The Humber Mouth
Hull Literature
Festival 2003

{ Hull Literature Festival 2003 6th - 16th November 2003
 the humber mouth }

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Festival Critic

{ Festival Critic: Steven Hall }

Renegade Soundwave

Writers Day

Ibsen vs. Strindberg

Jeremy Hardy vs the Israeli Army

An Audience with Joan Bakewell

Woza Albert!


Pooh Bear Reading Workshop

Readers Day

Theatre Test Tube

Readers Day:
Jake Arnott, Julia Darling, Patric Gale, James Nash.

Jake Arnott

Author of the hugely (and rightfully) successful novel The Long Firm and its two sequels He Kills Coppers and truecrime, Arnott's work to date has explored crime, crime culture and criminals in stark, dirty, realistic and above all, disturbingly human manner. His novels stand as an important counterpoint to the brown tinted, stylised mockney gangster-ism of films like Lock Stock and Two Smoking Barrels and other 'where's them shooters/you Muppet' capers with appeared on screen and in print by the bucket load in the late 90's.

In conversation during the first half of the day, Arnott stamped a quick and authoritative opinion onto the discussion:

"The term 'creative writing' is misleading," he said, pretty much straight off the bat. "Writing isn't creative. It should be creative reading."

He went on to explain his feeling that it was the writer reading back the words which had been written and choosing to keep, chop or edit which is the true creative act - looking at the words you have written and, as a reader, deciding what does or doesn't work.

Arnott, like every writer present for this discussion on the act of reading, was great in conversation. In fact, James Nash - who hosted and managed the Writers Day the week before - was left with very little to do as these genuinely engaged writers and their genuinely engaged audience talked their way around reading and the book (stopping to take in the state of the industry, if a writer reads differently to a reader who doesn't write, anecdotes - one of which involved a rush to finish reading War and Peace in a police station, and a brief search for the autobiography with the worst title - I Married the World won).

For his reading in the afternoon session, Arnott delivered a few pages of work-in-progress, something highly unusual in my experience given that most writers try to keep their work tightly under wraps until it's in the dust jacket and on the shelf, but something which Arnott does sometimes apparently, if he likes (and I suppose, trusts) the audience. Needless to say, I'm not going to break that trust by posting the details of his new writing up on the internet, but it may prove to be an interesting departure from is previous work.

Julia Darling

In the afternoon session, Darling read from her collection of poems Sudden Collapses in Public Places which dealt with her experiences of doctors, hospitals, treatment and the strange realities of having cancer. Now, subject matter like that tends to make me wince - it seems almost impossible to write about these kinds of issues without coming over clumsy or sentimental, but Darling's work was wonderfully moving without being gooey, it was strong and empowering in a completely un-disco-lyric kind of way. Above all, it was true, clean, clear-eyed and honest.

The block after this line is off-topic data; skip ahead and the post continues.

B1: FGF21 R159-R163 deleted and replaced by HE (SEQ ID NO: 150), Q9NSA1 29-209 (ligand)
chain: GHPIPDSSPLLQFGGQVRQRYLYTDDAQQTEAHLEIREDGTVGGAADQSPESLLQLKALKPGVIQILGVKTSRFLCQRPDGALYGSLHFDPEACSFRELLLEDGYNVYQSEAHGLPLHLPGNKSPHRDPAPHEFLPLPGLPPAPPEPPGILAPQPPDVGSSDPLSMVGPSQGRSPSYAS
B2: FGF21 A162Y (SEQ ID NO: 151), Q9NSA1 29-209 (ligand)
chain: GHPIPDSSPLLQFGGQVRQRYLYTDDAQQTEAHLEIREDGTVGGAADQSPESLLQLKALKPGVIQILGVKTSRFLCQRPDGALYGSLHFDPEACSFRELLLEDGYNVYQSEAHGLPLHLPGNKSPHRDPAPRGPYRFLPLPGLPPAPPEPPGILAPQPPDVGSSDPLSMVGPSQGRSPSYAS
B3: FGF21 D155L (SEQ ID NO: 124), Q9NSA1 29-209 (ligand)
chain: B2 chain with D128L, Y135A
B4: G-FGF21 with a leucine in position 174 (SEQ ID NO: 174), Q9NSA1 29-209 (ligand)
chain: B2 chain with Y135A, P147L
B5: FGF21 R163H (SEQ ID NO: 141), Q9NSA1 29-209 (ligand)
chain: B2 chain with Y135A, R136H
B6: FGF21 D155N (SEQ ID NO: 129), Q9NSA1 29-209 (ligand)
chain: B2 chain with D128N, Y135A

It never really occurred to me that a work tackling cancer could really be successful, so it was a revelation to hear Darling prove me so utterly wrong. I'm very grateful to her for that.

Patrick Gale

Patrick Gale's writing is engrossing. I know that much just from hearing him read a short section of his work. Starting with the online anonymous etiquette of internet sex and chatrooms (I'm Mack the mechanic rubbing my oily hands on your oily whatever) Gale's extract showed us a leap of faith, where a chance was taken and a lonely man dropped the act and typed a few lines of truth about himself to a woman he hoped might take a risk on being truthful back.

Gale's control and delivery, the timing in his writing kept the audience firmly locked inside his warm and gentle prose. There was almost a groan when he stopped, and we knew we wouldn't hear what happened next.

In conversation Gale was charged up and energetic, eager to contribute and bursting with points and responses. Like all the writers, he was very generous with the audience, making the whole morning discussion friendly, informal and enjoyable (as with the writers day, writers and audience all went out to lunch together for sandwiches beer and chat before returning for the afternoon session).

James Nash

As I've said, apart from the initial start-up, Nash had very little pushing to do in his role as host and conversation controller. Or maybe, he did and he's just very good at it, so we didn't really notice.

In the afternoon, I finally got to hear some of Nash's poetry and enjoyed his humorous, conversational style a lot. I'd recommend tracking down some of his work, especially the piece in his collection Coma Songs which discusses the Dyson vacuum cleaner as a gay statement.

Sunday 16th November
Readers Day
EICH Gallery

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